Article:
The fruitional experience of vipasyana, a sense of interconnectedness, is not particularly a promise that someday you will feel mystical oneness with everyone all the time. The key point is what you just said: interconnectedness doesn’t take away loneliness. My own teacher made this point again and again when he talked about the warrior’s path. Somehow you experience both your separateness and your connection with others as being two sides of the same coin. They don’t contradict each other.
Isn’t all this something that finally can’t be talked about, but you simply have to experience it for yourself?
Definitely. There is a chasm between the words and the meaning. Vipasyana also involves a different way of seeing—with the heart rather than the eyes. It’s like the Little Prince, when the fox says to him that it’s only with the heart, not with the eyes, that we truly see things.
When I go to the parking lot later, I will get into my car as opposed to somebody else’s. Is there a non-dualistic way to choose my car? I mean, there are different cars and only one belongs to me.
No, you just choose. You know your car and you choose your car but you don’t get hung up on the fact that it’s not somebody else’s car. It’s just your car. Non-duality doesn’t mean that the individuality of things, and the precise distinctions between things, is no longer there.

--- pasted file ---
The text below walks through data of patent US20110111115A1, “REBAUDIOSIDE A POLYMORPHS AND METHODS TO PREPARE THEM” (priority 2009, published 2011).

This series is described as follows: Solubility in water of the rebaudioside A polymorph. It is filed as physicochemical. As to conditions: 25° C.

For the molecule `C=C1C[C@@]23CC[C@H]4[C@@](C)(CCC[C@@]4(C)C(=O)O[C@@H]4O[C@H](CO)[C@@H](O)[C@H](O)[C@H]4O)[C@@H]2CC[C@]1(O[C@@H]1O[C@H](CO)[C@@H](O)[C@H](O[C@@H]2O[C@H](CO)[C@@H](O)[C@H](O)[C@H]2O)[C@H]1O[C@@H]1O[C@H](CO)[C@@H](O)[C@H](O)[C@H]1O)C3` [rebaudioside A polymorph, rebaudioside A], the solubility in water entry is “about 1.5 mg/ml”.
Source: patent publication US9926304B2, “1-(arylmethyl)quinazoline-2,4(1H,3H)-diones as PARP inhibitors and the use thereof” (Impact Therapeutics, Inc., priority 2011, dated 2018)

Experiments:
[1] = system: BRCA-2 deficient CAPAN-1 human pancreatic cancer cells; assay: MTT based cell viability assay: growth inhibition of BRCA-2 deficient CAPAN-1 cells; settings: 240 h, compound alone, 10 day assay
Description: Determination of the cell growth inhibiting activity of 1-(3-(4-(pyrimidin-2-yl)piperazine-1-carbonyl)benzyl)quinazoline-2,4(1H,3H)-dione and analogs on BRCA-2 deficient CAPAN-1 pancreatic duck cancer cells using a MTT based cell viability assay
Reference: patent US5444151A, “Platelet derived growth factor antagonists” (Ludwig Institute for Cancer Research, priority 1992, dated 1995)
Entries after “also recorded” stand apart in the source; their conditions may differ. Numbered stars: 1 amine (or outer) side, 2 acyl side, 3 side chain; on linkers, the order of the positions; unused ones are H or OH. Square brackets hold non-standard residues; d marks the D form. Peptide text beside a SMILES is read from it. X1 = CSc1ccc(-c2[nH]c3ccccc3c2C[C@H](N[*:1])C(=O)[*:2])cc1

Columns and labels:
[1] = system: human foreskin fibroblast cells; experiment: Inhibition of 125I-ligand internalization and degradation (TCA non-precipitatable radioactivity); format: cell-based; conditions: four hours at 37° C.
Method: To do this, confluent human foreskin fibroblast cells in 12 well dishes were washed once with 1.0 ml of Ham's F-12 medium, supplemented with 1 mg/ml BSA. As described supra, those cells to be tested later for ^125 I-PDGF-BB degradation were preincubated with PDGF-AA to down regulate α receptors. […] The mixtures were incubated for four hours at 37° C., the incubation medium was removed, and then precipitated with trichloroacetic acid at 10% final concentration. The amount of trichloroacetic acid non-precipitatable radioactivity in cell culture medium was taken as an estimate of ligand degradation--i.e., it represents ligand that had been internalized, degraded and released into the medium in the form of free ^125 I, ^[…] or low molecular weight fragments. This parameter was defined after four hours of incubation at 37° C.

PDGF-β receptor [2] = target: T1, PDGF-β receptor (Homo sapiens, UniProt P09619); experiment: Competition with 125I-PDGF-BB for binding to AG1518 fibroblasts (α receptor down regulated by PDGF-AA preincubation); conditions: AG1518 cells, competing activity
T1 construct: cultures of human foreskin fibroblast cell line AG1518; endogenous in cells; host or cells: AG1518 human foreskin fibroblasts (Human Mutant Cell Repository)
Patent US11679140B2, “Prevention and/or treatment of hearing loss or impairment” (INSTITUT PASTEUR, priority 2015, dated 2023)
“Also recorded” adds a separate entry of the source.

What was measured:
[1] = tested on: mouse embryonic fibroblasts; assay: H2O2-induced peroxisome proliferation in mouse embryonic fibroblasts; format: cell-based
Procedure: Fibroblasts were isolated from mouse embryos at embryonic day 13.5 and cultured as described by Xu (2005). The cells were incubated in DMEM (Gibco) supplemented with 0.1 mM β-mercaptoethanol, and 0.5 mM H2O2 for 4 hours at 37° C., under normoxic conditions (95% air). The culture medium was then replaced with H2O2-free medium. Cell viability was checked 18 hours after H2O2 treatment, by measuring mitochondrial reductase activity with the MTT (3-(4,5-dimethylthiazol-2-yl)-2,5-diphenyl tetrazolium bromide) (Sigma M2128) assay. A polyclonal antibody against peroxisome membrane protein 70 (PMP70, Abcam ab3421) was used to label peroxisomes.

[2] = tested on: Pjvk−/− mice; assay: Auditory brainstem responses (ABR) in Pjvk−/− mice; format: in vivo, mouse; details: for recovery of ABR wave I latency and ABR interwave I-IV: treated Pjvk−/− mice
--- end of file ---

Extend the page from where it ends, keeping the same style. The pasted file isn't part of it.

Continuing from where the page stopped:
I think the more potent issue under the surface here is your sense of ownership, as with “my” car. It gets sticky–this sense of owning things. Of course, it is your car, but what we’re looking at is the stickiness of that, which comes from forgetting that all of it is merely temporary.
One way to overcome that stickiness of the sense of ownership that I wouldn’t necessarily recommend is to have an automobile accident. I once had a bad one, and when I saw the car a few days later, it was just a twisted piece of metal. I didn’t have any pride of ownership anymore at all.
Is there a difference between the insights gained through vipasyana practice and the insights that come through psychedelic substances?
The second is not nearly as grounded. In the psychedelic experience there is an exaggerated sense that what you’re experiencing is a big deal. The insights come as if they are flashes of light, and you are almost blinded by the light because the insights come to you so quickly. There is a sense of “Wow, wow, yeah, yeah!” But eventually it just becomes mental speed, and addiction to what you imagine is peak experience.
It’s like the joke about cocaine: “I really love cocaine. It makes me feel like a new man. Trouble is, then the new man wants some too.” You keep trying to recreate an experience or an insight rather than patiently cultivating some kind of realization. At some point the experiences become stale and fabricated. You’re purely surviving on your memory, and you dull your wakefulness rather than deepening it.
The power of these things is that they may open your eyes to a much bigger world than you previously knew existed, which initially can be very inspiring. This has been true for many people. But at some point you have to face yourself more nakedly.
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Editor: Rachel Nussbaum
Photo: Frank Berliner